Besides Perry, McKee has assisted in crafting memorable pop gems for the likes of Taio Cruz (“Dynamite”), Kesha (“C’Mon”, “Supernatural) and Leona Lewis (“Un Love Me”, “Lovebird”) throughout the years, but singles out her relationship with glam rocker Adam Lambert as her favorite to work with in the recording studio.
McKee worked with Lambert on his sophomore album Trespassing, which peaked at number one on the Billboard charts in 2012. Credited with co-writing standout tracks “Chokehold” and “Cuckoo”, McKee says it makes her really happy to see that those songs have gained a sort of cult following.
“I really love Adam Lambert, I have so much fun with him. He’s such a smart, hilarious person and also an incredibly gifted singer, one of my favorite singers I’ve ever worked with as far as vocal production goes,” she says. “He’s a very talented, technical singer and has a lot of emotion behind what he is singing. Anyone who can takeover Queen obviously is special. He’s a really gifted artist.”
After spending a few years writing for other artists, McKee thought the time was right to pick up where she left her own solo career back in 2004. With a new recording deal under the guidance of Epic Records, plans for a new full length album were underway with a tentative 2013 release date.
To kick off promotion for the planned sophomore album, McKee and Epic Records decided on releasing summer anthem “American Girl” as the project’s lead single. The track was McKee telling her story of growing up in the suburbs of Seattle as well as celebrating the good that comes with being a woman in America.
“I was raised by a television, every day is a competition, put the key into my ignition,” she belts on the track, which saw moderate success in the summer of 2013, becoming her first solo song to chart on the Billboard Hot 100, peaking at #87 and selling over 300,000 copies to date.
“That is one of my favorite lyrics I’ve ever written because I’m just a product of pop culture,” McKee says. “I’ve learned so many life lessons from sitcoms and I became who I wanted to be from watching MTV and Madonna crawl around on the floor. All of those things are important to me and really shaped me as an artist.”
She quickly followed her 2013 single with “Sleepwalker”, an “inbetweengle” that was released for the fans with a “Thriller”-like music video and originally intended to be the first taste of the then-new album. Other tracks such as “S.L.A.Y”, a synth-driven anthem of empowerment were to be featured on the album under Epic Records as well, but after a few delays, McKee decided to take matters into my own hands because she was not happy with the way that her label was handling things.
McKee says that it feels empowering to gain creative control over her own career again. Being an independent artist is a fun experience because the artist can release music whenever she wants. After dealing with countless miles of red tape and the politics of a record label, McKee decided to depart from Epic Records to cut the middleman out of the connection with her fans. Unfortunately the songs recorded for the Epic Records album remain in legal limbo.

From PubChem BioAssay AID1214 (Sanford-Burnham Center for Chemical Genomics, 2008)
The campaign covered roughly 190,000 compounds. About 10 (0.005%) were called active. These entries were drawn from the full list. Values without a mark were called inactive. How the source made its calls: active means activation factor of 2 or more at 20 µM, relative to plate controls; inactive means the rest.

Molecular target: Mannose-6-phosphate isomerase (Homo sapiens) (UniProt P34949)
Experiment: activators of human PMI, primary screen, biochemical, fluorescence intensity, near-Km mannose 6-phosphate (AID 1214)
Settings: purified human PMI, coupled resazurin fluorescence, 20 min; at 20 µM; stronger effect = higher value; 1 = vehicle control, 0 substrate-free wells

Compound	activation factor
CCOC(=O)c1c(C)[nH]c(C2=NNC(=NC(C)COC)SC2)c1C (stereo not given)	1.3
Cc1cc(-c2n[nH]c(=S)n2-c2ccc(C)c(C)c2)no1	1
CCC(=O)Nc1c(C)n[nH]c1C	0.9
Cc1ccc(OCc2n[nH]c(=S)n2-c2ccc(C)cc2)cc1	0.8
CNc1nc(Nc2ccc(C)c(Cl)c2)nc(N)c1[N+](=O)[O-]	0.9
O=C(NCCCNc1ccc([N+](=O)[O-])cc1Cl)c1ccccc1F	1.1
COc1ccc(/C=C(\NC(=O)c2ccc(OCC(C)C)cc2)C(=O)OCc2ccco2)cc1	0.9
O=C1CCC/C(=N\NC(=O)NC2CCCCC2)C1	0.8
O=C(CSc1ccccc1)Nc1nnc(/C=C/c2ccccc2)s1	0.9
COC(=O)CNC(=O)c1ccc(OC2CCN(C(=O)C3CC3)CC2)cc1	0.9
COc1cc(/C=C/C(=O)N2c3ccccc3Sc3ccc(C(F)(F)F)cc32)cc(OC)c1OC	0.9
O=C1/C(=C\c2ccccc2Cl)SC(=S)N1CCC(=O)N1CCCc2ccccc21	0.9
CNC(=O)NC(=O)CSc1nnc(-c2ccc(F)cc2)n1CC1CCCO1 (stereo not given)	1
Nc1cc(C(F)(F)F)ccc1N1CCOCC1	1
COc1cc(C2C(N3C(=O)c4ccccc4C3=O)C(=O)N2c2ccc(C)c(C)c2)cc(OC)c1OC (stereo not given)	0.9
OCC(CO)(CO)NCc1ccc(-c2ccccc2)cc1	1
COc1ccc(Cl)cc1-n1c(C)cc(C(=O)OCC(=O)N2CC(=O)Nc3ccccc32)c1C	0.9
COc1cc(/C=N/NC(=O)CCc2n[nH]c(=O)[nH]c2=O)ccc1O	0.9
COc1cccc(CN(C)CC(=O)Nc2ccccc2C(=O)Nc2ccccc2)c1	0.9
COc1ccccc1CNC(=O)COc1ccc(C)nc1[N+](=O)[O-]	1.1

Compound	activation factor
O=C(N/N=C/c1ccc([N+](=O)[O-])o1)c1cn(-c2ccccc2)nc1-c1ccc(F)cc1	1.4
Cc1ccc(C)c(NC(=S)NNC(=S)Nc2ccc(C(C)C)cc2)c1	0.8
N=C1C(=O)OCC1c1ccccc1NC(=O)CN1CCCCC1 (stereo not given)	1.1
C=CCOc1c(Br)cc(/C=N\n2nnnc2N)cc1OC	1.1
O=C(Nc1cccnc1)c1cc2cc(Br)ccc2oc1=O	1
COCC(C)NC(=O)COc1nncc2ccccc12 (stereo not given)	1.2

“There was a lack of planning. I had a whole album done, there were options for the next single and I landed a tour on my own. I felt like I was doing all the work. They didn’t want to give me tour support, they didn’t want to help me at radio, they didn’t think I had a second single,” she says. “It’s fine, there’s no bad blood or anything, it was just not working for me. I know how this works and I know when a label doesn’t know what to do with an artist and I recognized that was the case with me.”
Once McKee finalized her departure with Epic Records, she took some time off to sit back and think about who she really was as an artist. With over 75 songs written for her next project and several offers from other major labels to sign again, the artist hesitated since she knew signing another major deal would force her to wait at least a year before she could release any new material.
Wanting to get the ball on her solo career rolling, the artist decided to remain an independent artist for now. Instead of dealing with the major undertaking of making another full-length album, it made more sense to give fans a teaser of what was to come.
Bombastic, a four-track extended play, was released last month. McKee says the collection of songs is what her art sounds like without the filter of a “corporate overload” hovering over her. The artist decided to release the explosive, tongue-in-cheek title track as the effort’s lead single with the support of an 80s workout video-inspired visual which has already racked up more than a million views on YouTube.